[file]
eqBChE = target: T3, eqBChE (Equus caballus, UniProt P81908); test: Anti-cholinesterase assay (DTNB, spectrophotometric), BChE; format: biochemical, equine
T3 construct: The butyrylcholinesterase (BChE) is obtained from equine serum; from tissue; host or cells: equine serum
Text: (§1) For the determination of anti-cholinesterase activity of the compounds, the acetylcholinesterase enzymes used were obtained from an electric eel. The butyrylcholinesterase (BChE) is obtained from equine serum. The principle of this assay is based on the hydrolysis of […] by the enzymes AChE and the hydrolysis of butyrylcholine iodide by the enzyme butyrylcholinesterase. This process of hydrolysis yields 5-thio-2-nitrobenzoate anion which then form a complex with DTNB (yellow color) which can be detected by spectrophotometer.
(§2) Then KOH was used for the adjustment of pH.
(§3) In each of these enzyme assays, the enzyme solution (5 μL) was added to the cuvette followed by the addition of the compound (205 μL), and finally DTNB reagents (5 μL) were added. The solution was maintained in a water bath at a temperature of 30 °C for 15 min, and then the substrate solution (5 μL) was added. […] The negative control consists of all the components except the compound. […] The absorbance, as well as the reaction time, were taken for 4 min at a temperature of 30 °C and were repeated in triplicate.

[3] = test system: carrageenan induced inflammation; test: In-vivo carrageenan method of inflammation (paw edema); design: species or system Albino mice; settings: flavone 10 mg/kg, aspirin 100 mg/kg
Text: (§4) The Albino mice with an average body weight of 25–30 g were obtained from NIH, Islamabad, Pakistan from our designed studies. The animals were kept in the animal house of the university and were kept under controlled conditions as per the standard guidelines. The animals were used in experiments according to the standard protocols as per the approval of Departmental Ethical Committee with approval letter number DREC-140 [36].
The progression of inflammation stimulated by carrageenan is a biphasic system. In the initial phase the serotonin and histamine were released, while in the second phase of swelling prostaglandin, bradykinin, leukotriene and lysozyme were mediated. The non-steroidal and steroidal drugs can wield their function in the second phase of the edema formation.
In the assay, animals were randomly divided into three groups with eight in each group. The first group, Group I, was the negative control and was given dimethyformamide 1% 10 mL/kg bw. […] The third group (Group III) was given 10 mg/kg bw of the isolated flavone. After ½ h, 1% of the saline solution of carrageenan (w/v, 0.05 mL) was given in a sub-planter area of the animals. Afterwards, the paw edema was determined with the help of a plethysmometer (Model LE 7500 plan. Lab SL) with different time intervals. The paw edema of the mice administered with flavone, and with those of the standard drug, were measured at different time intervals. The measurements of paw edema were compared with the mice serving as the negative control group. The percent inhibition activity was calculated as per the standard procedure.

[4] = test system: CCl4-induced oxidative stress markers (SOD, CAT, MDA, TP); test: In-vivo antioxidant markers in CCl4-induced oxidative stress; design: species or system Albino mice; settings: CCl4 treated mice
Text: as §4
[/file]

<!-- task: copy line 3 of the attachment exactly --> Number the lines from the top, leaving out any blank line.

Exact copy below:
Text: (§1) For the determination of anti-cholinesterase activity of the compounds, the acetylcholinesterase enzymes used were obtained from an electric eel. The butyrylcholinesterase (BChE) is obtained from equine serum. The principle of this assay is based on the hydrolysis of […] by the enzymes AChE and the hydrolysis of butyrylcholine iodide by the enzyme butyrylcholinesterase. This process of hydrolysis yields 5-thio-2-nitrobenzoate anion which then form a complex with DTNB (yellow color) which can be detected by spectrophotometer.